Government auditors this week slammed the Internal Revenue Service
's (IRS) cybersecurity infrastructure, saying the agency's lax response to previous recommendations has left taxpayer data at “increased risk of unauthorized disclosure, modification or destruction.”
The Government Accountability Office
(GAO) disclosed that the nation's tax collector has failed to enforce strong passwords, encrypt sensitive data and physically protect computer resources.
In addition, the IRS has improved on only 29 of 98 information security weaknesses since last year.
The IRS also grants extensive access to individuals who do not need it and installs patches late, according to the report authored by Gregory Wilshusen, GAO director of information security issues, and Nancy Kingsbury, managing director of applied research and methods.
Addressing Linda Stiff, IRS acting commissioner, the GAO recommended that the IRS update its mainframe policies to improve control and logging procedures, give specialized training to individuals with security responsibilities, enhance contractor oversight, and expand the scope of testing and evaluation controls.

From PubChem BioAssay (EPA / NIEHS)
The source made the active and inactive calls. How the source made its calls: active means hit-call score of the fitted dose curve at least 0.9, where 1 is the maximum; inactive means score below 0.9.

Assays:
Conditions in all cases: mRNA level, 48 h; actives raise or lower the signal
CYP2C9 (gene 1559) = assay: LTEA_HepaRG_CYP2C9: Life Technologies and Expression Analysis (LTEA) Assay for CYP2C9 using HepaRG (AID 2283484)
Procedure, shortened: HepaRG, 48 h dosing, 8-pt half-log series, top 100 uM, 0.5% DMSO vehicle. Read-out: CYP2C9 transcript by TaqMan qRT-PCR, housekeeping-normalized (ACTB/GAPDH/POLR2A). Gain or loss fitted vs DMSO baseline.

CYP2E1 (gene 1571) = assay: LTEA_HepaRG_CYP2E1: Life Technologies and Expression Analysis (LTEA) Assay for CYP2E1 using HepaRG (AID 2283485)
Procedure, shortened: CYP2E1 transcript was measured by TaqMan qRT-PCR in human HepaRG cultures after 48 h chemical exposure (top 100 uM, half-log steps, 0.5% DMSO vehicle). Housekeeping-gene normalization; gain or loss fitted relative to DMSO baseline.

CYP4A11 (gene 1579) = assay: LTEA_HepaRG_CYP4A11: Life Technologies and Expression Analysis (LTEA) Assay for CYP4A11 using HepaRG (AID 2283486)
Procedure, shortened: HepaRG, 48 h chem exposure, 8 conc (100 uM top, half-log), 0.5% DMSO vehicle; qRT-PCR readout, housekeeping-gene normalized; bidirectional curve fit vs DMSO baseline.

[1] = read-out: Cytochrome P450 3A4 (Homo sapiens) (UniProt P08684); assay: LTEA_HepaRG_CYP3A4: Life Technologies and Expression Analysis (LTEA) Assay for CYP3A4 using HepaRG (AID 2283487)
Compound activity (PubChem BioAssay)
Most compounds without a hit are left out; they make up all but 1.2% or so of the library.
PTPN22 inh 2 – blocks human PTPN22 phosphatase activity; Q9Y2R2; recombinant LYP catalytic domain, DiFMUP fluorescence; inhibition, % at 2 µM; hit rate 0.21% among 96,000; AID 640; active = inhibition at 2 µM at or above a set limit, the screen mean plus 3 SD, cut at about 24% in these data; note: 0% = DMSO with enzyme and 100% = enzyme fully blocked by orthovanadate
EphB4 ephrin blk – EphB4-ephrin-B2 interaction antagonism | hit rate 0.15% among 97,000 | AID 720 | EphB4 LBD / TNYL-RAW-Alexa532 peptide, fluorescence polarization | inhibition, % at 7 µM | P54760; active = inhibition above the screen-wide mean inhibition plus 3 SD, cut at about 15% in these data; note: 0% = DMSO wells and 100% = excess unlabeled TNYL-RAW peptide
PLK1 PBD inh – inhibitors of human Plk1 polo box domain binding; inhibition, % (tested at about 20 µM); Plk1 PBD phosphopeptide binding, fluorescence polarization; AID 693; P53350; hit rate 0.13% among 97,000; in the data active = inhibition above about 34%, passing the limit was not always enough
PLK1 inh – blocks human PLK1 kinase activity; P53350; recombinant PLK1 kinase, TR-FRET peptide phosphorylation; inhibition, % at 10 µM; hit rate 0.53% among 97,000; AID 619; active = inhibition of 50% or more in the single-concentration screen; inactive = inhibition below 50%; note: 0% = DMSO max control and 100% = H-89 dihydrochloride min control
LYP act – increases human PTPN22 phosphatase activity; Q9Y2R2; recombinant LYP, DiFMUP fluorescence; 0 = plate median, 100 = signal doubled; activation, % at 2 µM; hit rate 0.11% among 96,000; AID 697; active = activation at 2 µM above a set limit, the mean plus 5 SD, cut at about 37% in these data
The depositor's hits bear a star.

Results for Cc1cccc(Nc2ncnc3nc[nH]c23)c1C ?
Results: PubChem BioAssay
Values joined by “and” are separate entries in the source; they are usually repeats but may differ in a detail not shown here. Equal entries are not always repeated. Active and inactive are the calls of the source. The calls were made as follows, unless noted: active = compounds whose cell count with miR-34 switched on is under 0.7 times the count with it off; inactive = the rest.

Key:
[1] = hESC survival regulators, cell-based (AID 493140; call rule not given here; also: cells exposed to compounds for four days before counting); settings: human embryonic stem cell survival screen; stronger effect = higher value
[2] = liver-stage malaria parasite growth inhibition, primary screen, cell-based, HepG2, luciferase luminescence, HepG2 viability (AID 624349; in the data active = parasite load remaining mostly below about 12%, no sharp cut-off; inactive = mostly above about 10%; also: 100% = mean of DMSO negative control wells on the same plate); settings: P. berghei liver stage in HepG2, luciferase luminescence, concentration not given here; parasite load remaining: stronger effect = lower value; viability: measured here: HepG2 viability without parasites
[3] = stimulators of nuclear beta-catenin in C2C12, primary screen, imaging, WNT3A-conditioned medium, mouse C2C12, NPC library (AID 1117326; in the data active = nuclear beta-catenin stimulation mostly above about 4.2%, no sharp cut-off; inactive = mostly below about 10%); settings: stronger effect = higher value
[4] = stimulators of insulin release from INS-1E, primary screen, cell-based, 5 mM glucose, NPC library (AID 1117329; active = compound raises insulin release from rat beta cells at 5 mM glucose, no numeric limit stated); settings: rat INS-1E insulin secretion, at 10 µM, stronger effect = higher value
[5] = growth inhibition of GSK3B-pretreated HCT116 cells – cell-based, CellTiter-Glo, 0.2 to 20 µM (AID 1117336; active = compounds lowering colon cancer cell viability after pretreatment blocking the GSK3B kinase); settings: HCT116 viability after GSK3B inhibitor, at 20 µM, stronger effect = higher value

The government watchdog also made 46 detailed recommendations in a separate report, identifying specific weaknesses in user identification, cryptography, configuration management and authorization.
Representatives from the GAO and IRS could not be immediately reached for comment.
Stiff, in a December letter to Wilshusen, pledged to improve her department's cybersecurity stance.
“We recognize that there is significant work to be accomplished to address our information security deficiencies, and we are taking aggressive steps to correct previously reported weaknesses and improve our overall information security program,” she said.
The IRS is a part of the U.S. Department of Treasury, which scored an F
on its most recent Federal Information Security Management Act
Abe Kleinfeld, chief executive officer of nCircle
, a network security vendor, told SCMagazineUS.com today that the federal government lacks the same sense of urgency to comply with FISMA
that the private sector has for meeting the requirements of the Payment Card Industry Data Security Standard.
“In the private sector, what you are seeing is chief security officers getting fired, and other people losing their jobs. There are real consequences. Visa is giving people fines and sending letters to CEOs telling them that they have to comply,” he said. “There is an active process in place to make sure that people's pockets get hit if they don't comply.”